She couldn't go in there and even talk to him.
She could only watch as his body writhed and twisted, his features contorted with pain.
She couldn't stand it anymore. With only a glance back through the tiny window, she turned away and walked briskly away – past the overly-sympathetic doctors and nurses –past the patients, hiding in shadowy corners from phantoms only they could see – past the waiting room full of worried relatives and grieving friends – through the sturdy oak doors and out of that hellhole.
She couldn't believe that House had ended up in there. House, the genius, the doctor constantly searching for answers, her employee persistently appealing to her for risky tests and operations, the cynic always cracking jokes, the man... the man she had known since college. Sure, most of the time he was arrogant, sardonic, racist, sexist and just about any other "-ist" you could think of - even atheist - but there were times when he could be more sweet and caring than anyone else she had ever met.
She could have stopped this. She knew he had been abusing Vicodin for years now; she should have made him quit earlier. She should have done something, anything. Still, her medical mind reasoned, House had been popping those pills like candy for a long time, some factor had to have changed in order to cause this new side effect. Hallucinations. A serious thing, even in Princeton Plainsboro, where diseases seemed to get stranger each day. Why didn't he tell anyone? He should have at least told her of all people.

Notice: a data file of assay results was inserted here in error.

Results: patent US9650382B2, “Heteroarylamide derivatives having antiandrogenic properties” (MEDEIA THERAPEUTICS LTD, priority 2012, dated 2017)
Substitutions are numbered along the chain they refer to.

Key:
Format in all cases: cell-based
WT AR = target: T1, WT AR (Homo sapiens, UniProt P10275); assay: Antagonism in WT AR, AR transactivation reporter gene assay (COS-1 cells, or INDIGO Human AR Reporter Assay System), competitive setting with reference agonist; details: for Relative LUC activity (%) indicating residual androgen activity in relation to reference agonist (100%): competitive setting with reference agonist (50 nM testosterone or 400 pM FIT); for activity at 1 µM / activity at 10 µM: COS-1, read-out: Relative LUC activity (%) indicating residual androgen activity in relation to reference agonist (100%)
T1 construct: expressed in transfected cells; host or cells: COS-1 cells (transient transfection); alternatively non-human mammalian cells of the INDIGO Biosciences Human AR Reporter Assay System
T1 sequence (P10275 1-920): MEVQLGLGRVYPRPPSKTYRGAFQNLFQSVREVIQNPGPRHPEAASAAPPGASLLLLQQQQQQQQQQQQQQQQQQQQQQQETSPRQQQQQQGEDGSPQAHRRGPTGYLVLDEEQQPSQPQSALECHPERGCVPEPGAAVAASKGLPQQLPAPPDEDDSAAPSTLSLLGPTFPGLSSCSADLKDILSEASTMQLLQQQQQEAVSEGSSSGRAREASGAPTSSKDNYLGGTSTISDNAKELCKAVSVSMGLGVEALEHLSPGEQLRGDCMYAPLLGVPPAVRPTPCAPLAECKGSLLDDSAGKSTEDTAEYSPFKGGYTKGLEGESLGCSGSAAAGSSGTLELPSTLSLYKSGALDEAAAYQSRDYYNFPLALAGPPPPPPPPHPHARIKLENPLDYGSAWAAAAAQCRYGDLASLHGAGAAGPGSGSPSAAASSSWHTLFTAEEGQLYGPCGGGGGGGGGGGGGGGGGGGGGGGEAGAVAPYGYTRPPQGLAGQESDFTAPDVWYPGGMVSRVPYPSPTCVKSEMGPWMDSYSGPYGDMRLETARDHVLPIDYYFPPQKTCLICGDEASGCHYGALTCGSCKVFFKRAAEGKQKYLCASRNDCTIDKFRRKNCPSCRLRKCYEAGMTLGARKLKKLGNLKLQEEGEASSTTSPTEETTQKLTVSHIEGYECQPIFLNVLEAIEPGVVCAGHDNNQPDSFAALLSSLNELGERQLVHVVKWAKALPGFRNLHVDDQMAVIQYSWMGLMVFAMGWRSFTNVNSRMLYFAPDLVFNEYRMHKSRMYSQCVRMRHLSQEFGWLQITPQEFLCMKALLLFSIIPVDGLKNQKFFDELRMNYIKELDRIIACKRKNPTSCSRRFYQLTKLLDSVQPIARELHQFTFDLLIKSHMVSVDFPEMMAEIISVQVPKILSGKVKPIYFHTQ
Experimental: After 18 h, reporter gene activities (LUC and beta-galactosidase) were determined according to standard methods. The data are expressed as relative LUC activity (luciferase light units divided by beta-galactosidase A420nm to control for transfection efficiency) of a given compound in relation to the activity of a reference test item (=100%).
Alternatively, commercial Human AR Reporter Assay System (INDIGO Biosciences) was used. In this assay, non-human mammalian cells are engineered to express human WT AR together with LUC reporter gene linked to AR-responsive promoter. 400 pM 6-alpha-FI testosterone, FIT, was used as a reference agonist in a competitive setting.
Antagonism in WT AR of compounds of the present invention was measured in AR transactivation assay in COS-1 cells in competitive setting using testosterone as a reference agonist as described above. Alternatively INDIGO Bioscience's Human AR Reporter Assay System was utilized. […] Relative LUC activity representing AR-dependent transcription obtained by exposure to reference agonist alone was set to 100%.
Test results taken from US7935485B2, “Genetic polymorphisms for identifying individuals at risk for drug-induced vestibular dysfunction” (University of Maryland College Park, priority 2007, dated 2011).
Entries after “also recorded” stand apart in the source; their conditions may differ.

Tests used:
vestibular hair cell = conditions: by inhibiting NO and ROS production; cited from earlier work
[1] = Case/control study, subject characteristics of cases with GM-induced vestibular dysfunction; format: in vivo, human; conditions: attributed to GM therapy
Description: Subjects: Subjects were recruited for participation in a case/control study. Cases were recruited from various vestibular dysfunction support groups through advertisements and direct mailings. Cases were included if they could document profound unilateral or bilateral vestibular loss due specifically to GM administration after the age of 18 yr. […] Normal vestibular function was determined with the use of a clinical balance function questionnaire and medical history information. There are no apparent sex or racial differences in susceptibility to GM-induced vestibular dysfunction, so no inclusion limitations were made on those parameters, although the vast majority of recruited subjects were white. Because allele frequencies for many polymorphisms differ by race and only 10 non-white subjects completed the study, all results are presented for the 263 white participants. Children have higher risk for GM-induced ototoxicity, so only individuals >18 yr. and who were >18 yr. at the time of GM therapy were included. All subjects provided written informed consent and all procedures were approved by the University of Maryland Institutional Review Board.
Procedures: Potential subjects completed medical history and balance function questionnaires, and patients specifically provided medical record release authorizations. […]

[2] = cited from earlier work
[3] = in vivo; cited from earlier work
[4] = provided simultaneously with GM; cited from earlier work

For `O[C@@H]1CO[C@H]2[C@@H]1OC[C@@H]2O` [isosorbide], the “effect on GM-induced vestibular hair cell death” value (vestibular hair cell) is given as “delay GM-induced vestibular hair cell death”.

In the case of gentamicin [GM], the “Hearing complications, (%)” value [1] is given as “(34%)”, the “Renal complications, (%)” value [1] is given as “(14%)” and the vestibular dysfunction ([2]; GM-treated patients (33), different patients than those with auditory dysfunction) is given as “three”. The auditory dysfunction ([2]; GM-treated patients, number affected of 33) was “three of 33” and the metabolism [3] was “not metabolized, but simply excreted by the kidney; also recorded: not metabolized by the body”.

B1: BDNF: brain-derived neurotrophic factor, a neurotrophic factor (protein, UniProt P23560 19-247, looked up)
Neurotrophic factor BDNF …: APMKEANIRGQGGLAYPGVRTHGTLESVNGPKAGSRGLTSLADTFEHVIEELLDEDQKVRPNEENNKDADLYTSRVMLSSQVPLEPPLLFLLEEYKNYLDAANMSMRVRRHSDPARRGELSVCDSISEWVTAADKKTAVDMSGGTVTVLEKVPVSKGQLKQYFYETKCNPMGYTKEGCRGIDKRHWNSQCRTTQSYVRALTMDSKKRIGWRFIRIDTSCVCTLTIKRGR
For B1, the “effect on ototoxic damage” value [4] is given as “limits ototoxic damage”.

She could have helped him. In his hallucination, she had helped him detox. In the real world, she would have done the same thing. He came so close to telling her that night, yet he instead had insulted her baby, one of the few humans she held dear. If only everything had happened like his delusion. She would have helped him detox, sat with him all night if that was what he needed her to do. House was not only her employee, the star of the hospital; he was her friend, and one of her dearest ones at that. Maybe more than that, someday.
She could have been more than that now if his hallucination had really happened. He had actually dreamed of her. Kissing her. Sleeping with her. When he first said this, she was infuriated, but then, as she thought about it more, she warmed up to the idea. House was handsome, could be charming, and when they had kissed only a few months before and even back in medical school, it just felt right. Maybe when he got out of Mayfield they could give it a go, see if they could be something. Maybe she could tell him she loved him, wanted him and only him, regardless of his flaws. But then again...
She couldn't risk their friendship and working relationship.
She couldn't tell him.